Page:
Definitions

from The American Heritage® Dictionary of the English Language, 5th Edition.

  • adverb At what time.
  • conjunction At the time that.
  • conjunction As soon as.
  • conjunction Whenever.
  • conjunction During the time at which; while.
  • conjunction Whereas; although.
  • conjunction Considering that; if.
  • pronoun What or which time.
  • pronoun At or during the time that.
  • noun The time or date.

from The Century Dictionary.

  • At what time? at which time?
  • At the or any time that; at or just after the moment that; as soon as.
  • At which time.
  • At the same time that; whereas; while on the contrary: used adversatively, to denote contrast or incompatibility.
  • When is often used as a quasi-pronoun, meaning ‘which time,’ introducing a dependent clause after since, till, or similar connective denoting time.

from the GNU version of the Collaborative International Dictionary of English.

  • adverb At what time; -- used interrogatively.
  • adverb At what time; at, during, or after the time that; at or just after, the moment that; -- used relatively.
  • adverb While; whereas; although; -- used in the manner of a conjunction to introduce a dependent adverbial sentence or clause, having a causal, conditional, or adversative relation to the principal proposition.
  • adverb Which time; then; -- used elliptically as a noun.
  • adverb [Obs.] at the time that; when.

from Wiktionary, Creative Commons Attribution/Share-Alike License.

  • adverb interrogative Used to introduce questions about time.
  • adverb Used to introduce indirect questions about time.
  • conjunction At what time.
  • conjunction At such time as.
  • conjunction As soon as.
  • conjunction At a time in the past,
  • pronoun interrogative What time; which time
  • noun The time.
  • interjection That's enough, a command to stop adding something, especially an ingredient of food or drink.

Etymologies

from The American Heritage® Dictionary of the English Language, 4th Edition

[Middle English, from Old English hwenne; see kwo- in Indo-European roots.]

from Wiktionary, Creative Commons Attribution/Share-Alike License

From Middle English when(ne), whan(ne), from Old English hwenne, hwænne, hwonne ("when"), from Proto-Germanic *hwannē (“at what time, when”), from Proto-Indo-European *kʷo-, *kʷi- (“interrogative base”). Cognate with Dutch wanneer ("when") and wen ("when, if"), German wann ("when") and wenn ("when, if"), Gothic 𐍈𐌰𐌽 (ƕan, "when, how"), Latin quandō ("when"). More at who.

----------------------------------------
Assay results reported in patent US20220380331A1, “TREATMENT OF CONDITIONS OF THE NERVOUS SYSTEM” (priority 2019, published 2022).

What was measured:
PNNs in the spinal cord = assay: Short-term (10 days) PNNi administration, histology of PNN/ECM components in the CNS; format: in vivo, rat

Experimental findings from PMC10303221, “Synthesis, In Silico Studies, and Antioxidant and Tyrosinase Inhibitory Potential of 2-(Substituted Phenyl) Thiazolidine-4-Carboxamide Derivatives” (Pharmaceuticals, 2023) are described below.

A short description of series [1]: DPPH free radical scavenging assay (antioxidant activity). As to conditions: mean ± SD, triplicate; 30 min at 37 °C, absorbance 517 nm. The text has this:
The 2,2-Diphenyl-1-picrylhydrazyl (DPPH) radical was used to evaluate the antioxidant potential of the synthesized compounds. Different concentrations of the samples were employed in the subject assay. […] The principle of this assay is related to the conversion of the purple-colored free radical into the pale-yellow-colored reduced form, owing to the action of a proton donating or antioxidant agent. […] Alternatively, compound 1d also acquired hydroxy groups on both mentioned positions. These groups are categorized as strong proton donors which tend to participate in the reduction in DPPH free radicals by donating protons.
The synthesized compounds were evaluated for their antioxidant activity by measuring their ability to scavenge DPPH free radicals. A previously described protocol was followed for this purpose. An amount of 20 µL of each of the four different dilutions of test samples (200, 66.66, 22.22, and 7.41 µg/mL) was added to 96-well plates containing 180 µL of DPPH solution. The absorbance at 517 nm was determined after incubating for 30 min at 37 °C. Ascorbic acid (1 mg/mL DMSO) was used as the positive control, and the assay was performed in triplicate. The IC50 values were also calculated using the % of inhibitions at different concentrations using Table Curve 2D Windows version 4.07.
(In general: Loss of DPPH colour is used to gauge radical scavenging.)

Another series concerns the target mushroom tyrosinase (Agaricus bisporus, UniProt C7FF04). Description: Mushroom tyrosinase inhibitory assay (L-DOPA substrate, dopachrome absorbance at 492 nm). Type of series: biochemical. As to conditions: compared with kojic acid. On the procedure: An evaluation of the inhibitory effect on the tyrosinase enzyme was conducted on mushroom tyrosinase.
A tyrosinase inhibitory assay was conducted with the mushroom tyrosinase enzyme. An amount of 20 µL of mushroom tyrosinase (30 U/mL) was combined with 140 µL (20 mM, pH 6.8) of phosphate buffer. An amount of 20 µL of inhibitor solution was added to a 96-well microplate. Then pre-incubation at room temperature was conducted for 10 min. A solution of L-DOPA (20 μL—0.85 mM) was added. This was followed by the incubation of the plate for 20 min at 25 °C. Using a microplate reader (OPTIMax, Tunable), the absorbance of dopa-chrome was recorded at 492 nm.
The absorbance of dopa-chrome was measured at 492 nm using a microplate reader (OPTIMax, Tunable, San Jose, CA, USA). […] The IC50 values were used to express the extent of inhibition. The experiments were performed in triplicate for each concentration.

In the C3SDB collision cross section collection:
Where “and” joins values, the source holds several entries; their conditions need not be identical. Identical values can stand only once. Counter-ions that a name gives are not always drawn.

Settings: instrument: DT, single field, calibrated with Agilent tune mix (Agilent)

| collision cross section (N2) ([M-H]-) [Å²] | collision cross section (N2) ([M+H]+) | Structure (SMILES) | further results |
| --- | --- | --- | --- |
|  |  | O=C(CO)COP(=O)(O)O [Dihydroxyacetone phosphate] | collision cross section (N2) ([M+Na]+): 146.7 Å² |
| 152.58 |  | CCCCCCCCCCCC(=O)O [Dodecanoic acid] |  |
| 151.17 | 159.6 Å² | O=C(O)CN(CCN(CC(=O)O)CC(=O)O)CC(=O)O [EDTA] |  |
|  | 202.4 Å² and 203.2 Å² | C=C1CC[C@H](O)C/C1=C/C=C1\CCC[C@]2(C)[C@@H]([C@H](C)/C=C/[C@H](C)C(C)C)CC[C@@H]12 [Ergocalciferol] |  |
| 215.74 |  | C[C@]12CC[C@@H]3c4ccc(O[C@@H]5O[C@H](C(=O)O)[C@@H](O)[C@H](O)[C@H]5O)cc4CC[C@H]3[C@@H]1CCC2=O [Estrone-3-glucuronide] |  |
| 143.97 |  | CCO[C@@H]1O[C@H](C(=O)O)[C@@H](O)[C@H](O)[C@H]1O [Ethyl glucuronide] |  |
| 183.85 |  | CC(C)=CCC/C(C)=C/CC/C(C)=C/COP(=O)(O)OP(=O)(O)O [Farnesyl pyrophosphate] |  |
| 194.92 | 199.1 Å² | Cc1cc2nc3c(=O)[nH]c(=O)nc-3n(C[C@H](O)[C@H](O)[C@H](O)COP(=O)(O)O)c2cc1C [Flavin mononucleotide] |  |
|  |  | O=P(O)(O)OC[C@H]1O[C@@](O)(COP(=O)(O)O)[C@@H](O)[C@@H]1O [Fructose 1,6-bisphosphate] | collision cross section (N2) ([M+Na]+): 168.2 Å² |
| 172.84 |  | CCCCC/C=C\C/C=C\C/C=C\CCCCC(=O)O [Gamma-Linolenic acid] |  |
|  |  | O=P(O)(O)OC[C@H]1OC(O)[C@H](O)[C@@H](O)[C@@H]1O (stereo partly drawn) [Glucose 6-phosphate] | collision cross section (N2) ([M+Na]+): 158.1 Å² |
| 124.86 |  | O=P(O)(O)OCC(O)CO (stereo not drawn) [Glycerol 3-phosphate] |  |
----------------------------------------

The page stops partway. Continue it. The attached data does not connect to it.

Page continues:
Examples

  • At various times on this blog, I have mentioned how much trouble I have reading series..when there is a significant gap between when I read each book.

    Question: How Do You Approach Reading a Series?

  • At various times on this blog, I have mentioned how much trouble I have reading series..when there is a significant gap between when I read each book.

    Archive 2010-02-01

  • When i was playing the part of stay at home mom...from when emily was born, to when josh was born 20 months later, until he was almost 2..when i went back to work...i spent A LOT of time being angry and jealous.

    The Other Side Of Anger

  • Just when I was convinced there were no parents out there who were intellectually qualified to reproduce…..and yet…..when I read some of the responses from people who have COMPLETELY missed your point…..

    Because CNN Asked « Whatever

  • It begins when Socrates replies by under-quoting Homer: “We'll take counsel about what to say ˜when two go together along the way™” (174d2-3).

    Plato on Friendship and Eros

  • Indicative; as, -- tum tua rēs agitur, pariēs cum proximus ārdet, _your own interests are at stake when your neighbor's house is burning_; cum vidēbis, tum sciēs, _when you see, then you will know.

    New Latin Grammar

  • Thus: -- scrībam epistulam, cum redieris, _I will write the letter when you have returned_ (lit. _when you shall have returned_).a. The Latin is much more exact in the use of the Future Perfect than the

    New Latin Grammar

  • For us, her freedom meant our freedom, the right to send her away when we chose; but our love knew no such _when_ in all the shameful possibilities of time, nor anything in all the cruel conspiracies of ingratitude so wrong as that right.

    The Atlantic Monthly, Volume 18, No. 105, July 1866

  • The action of the working classes in this direction will be even more successful when public opinion is influenced to a greater degree than at present, and _when the workingmen's parties in different lands are directed and instructed by the

    Socialism As It Is A Survey of The World-Wide Revolutionary Movement

  • The Subject Accusative of the Infinitive is sometimes omitted when it refers to the same person as the subject of the leading verb, or can easily be supplied from the context; as, -- cum id nescīre Māgō dīceret, _when Mago said he did not know this_ (for sē nescīre).

    New Latin Grammar

Comments

Log in or sign up to get involved in the conversation. It's quick and easy.